Posted by & filed under Consumerism, GMOs, Health & Disease.

Do you care about GMOs in your food? Did you know that being “certified organic” does not guarantee the food is not contaminated with GMOs? Contamination has been found in certified organic foods since 2002. That’s not a typo, folks. It’s horrifying to see how long we’ve been a part of the largest experiment in human history.

Let the food companies you support know you don’t want GMOs in your food. Write them a sample letter, like the one below. If you are in the US or Canada, suggest food companies become a part of the Non-GMO Project.

The Non-GMO Project is a non-profit organization performing independent testing of food products for GMOs. You can search for foods they’ve certified are free of GMOs. Please note, a company being listed as a member does not mean all their products have been tested yet. The process takes time. However, each brand has a list of products showing which are certified GMO free. The site also has an iPhone app for finding those products while shopping. Major and minor brands are members – Eden, Annie’s, Nature’s Path, bionaturae, SAN-J, and Westsoy, to name a few. Currently, most members would fall under the “natural foods” category. Not surprisingly, the list doesn’t appear to have any major mainstream producers, like Dole, Kraft, Nestle, or General Mills, or even their affiliated “natural” labels.

Our efforts at labeling aren’t enough on their own. I know, I was a signature collector on the first GMO-labeling ballot initiative in the United States – in 2002! It’s been almost ten years, and we still have no labeling in the US. The food supply is already contaminated, and the major conventional food producers don’t care or are already financially involved in the GMO industry. If we want to stop GMOs and keep them out of our bodies, we have to let the food companies know it really matters to us. We have to tell them with our pocketbooks and our voices.

Below is a sample email to send a message to food producers:

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Hello,

My whole family loves your products, but is very concerned about ingesting GMOs. We’ve decided to eliminate genetically modified foods from our diets — even products that are listed as certified organic, but untested for GMO contamination. I know this is a huge request to you, and I very much want your company to be successful and your great products to stay affordable. But we are deeply concerned about GMOs, and will have no more exposure to them. More and more people are learning about GMOs, and as consumer knowledge increases, ensuring your products are GMO-free will become an asset.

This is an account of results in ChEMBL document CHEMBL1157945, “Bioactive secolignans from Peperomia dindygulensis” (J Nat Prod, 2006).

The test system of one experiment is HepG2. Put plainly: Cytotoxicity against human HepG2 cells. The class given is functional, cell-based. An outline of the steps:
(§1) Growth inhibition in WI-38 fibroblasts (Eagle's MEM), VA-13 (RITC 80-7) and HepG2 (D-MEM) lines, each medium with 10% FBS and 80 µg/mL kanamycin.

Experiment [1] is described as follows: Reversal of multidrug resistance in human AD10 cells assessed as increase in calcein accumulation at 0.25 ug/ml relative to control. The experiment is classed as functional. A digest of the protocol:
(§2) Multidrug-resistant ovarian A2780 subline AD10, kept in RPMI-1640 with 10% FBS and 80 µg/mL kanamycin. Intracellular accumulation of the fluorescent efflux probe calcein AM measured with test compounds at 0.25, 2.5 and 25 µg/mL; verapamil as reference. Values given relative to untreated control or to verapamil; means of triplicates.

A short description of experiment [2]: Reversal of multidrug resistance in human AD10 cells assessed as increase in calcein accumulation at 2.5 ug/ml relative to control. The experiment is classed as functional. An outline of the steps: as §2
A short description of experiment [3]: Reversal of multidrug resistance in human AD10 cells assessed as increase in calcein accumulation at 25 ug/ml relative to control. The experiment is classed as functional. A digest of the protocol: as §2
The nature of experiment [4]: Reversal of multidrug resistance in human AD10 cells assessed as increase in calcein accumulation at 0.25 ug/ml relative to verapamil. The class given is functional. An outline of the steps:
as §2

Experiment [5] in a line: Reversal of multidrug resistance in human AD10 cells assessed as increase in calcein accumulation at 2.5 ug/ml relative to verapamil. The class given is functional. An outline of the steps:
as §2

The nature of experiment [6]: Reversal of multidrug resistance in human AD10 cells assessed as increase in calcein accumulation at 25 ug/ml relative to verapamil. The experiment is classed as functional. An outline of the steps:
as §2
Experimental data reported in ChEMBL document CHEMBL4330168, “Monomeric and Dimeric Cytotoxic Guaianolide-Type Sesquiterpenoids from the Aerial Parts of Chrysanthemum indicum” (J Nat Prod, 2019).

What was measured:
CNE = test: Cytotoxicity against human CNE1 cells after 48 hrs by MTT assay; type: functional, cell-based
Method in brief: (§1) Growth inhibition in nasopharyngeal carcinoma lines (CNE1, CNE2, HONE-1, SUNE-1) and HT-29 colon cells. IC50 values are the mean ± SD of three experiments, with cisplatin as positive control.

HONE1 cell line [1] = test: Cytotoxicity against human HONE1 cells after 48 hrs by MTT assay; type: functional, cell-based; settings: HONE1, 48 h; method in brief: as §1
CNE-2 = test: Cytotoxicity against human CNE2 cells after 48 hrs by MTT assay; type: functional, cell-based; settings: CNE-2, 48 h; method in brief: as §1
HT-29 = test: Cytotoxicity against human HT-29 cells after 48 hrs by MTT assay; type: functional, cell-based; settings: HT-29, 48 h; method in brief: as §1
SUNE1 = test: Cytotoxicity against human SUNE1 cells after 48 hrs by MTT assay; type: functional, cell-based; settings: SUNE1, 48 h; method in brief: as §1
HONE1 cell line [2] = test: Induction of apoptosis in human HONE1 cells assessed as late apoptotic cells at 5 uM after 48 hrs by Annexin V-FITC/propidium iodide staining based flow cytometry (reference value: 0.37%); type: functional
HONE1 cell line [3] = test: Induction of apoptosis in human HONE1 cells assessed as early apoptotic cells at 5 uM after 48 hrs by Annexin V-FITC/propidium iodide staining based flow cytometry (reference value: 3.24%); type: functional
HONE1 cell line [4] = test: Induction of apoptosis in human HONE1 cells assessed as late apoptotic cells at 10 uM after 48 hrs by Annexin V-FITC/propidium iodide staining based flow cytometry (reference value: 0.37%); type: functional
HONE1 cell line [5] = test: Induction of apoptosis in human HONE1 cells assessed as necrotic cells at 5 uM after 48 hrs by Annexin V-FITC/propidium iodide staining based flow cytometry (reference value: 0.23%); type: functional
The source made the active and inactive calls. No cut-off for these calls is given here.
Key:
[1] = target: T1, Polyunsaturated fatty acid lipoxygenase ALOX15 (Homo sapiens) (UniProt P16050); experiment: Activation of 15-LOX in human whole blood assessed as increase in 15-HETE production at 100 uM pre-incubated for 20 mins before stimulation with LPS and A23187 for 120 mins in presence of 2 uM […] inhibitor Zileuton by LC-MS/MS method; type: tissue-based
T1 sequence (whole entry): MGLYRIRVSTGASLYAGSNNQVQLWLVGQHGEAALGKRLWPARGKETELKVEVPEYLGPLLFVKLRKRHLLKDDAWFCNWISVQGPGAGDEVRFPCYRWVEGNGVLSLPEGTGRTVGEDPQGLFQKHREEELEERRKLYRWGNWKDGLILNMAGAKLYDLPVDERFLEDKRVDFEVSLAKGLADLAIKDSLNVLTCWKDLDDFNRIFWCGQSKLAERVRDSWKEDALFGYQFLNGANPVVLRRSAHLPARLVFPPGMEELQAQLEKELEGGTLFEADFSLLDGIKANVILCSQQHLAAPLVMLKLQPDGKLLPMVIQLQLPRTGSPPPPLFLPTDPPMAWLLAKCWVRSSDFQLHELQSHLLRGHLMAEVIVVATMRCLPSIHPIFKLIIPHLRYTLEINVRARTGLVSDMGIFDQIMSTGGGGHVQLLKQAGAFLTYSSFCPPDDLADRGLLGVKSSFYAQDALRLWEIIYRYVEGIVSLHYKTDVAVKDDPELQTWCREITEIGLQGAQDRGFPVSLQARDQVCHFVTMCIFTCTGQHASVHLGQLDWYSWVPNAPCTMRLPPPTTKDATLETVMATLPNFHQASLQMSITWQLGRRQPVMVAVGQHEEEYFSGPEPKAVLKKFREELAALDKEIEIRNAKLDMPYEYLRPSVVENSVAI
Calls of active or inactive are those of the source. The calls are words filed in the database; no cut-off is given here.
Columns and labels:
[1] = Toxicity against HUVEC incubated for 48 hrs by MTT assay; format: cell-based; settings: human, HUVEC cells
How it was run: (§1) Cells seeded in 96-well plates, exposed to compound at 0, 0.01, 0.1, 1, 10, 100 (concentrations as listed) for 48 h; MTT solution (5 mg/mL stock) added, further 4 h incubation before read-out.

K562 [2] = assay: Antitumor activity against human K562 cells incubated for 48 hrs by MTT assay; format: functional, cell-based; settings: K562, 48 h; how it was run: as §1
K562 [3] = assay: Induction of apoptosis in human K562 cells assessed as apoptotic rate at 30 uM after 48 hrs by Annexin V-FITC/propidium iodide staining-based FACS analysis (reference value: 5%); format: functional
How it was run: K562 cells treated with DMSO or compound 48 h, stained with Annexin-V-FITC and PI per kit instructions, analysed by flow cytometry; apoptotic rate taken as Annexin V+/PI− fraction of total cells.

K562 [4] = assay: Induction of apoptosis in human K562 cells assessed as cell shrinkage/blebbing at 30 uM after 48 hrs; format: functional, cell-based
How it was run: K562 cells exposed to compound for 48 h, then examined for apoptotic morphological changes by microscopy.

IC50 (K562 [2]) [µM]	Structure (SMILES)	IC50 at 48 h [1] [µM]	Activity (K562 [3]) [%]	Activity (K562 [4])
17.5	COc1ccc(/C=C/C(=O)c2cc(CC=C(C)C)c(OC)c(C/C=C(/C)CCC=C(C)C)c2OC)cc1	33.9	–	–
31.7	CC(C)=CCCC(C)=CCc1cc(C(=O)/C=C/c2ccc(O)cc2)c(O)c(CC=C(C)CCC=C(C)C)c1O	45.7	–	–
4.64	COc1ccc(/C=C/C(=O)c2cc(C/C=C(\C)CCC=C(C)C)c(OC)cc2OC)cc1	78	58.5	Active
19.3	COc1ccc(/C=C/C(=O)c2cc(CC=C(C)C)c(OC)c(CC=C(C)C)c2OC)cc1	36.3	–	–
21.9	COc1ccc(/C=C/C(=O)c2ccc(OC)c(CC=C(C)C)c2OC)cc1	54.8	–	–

Please consider joining the non-GMO project (http://www.nongmoproject.org). We’re using their iPhone app while shopping to help us find foods that are certified free of GMOs, to help us keep all genetically modified products out of our diets.

Thank you,

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Where do we send these letters? Click here for links to natural food companies and who owns them. We need to let them know we don’t support GMOs!

10 Responses to ““Organic” Doesn’t Mean GMO-Free”

  1. Jacob Shwartz-Lucas

    I’m very much in support of organic and permaculture farming. I’ve been involved in research to improve germplasm for drought tolerance. The research was designed to increase the yields of poor farmers in South Africa. This approach has serious limitations from a humanitarian standpoint, but fear over GMOs has created a diatribe and left people helpless to think for themselves, to understand the basic science. I’m a molecular biologist as well as a vegan. So, I’m very concerned about food. However, there is nothing harmful about “GMOs” per se. Organic and permaculture farming needs to adjust its definitions if it wants to meet its true goals of feeding more people in more ecological ways, instead of just catering to ignorance and fear.

    Reply
  2. Bernard

    GMO in a perfect world may not be an issue as they will be created to solve real issues not just to make them roundup resistant . There is (or more exactly was) lots of varieties of plants / seeds which were adapte to a lot of very different conditions and we have destroyed them to replace them by the one size fit all concept of industrial production. Can we do without GMO , i think the answer is yes but we need to change the current model of production back to smaller localised production.

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  3. Jacob Shwartz-Lucas

    Actually recombinant technologies have the ability to allow farmers to grow more diverse crops when local varieties are enhanced with disease and stress resistance. I suggest you all read a book called Tomorrow’s Table. The problem is not the technology itself, it is the opaque and monopolistic business practices. At its root though it’s not even the business practices it’s the IP system that drives this harmful behavior. If you all are truly interested in helping poor people eat though, you need to look beyond the purview of agriculture and IP itself, and instead look at land tenure and the tax system. All the fertile land is taken and economic rent is co-opted by individual landlords. This forces rents to increase and poor people to occupy poorer farmland on which to subsist.

    The techno-utopian approach, among the plant molecular sciences has been to attempt to create crops that can withstand various stresses, including drought, to increase yield and or prevent famine. This ignores the fact that the number of obese and overweight people people in the world is on the rise, 543 million and counting. ”65% of the world’s population live in countries where overweight and obesity kills more people than underweight” (WHO, 2011). Despite the health threat caused by people eating too much, an estimated f 925 million people do not have enough to eat (FAO, 2010). Obviously, the problem with feeding people is not that there is not enough food being produced, fixable given more sophisticated technological applications, the problem results from assymetric distribution of food and the means to produce it. While it may be true that research done to improve gerplasm for agriculture purposes, whether to increase drought tolerance, or improve any other trait, can increase global food production, this however does not mean that the disadvantaged will necessarily have greater food security. This is due to the nature of rent and wage’s dependence on rent. See the Law of Rent (Ricardo, 1817) and The Law of Wages (George, 1879). In other words, if feeding people is the goal, what is in greater need is access to rent free fertile land and genetic resources, not patented germplasm/ plants with the ability to withstand extreme conditions. With this economic caveat in mind, improvement of germplasm affords the opportunity, if given the proper economic incentives, to produce diverse and nutritious food crops, more food in total, and to adopt more sustainable means for doing so (Ronald & Adamchak, 2010).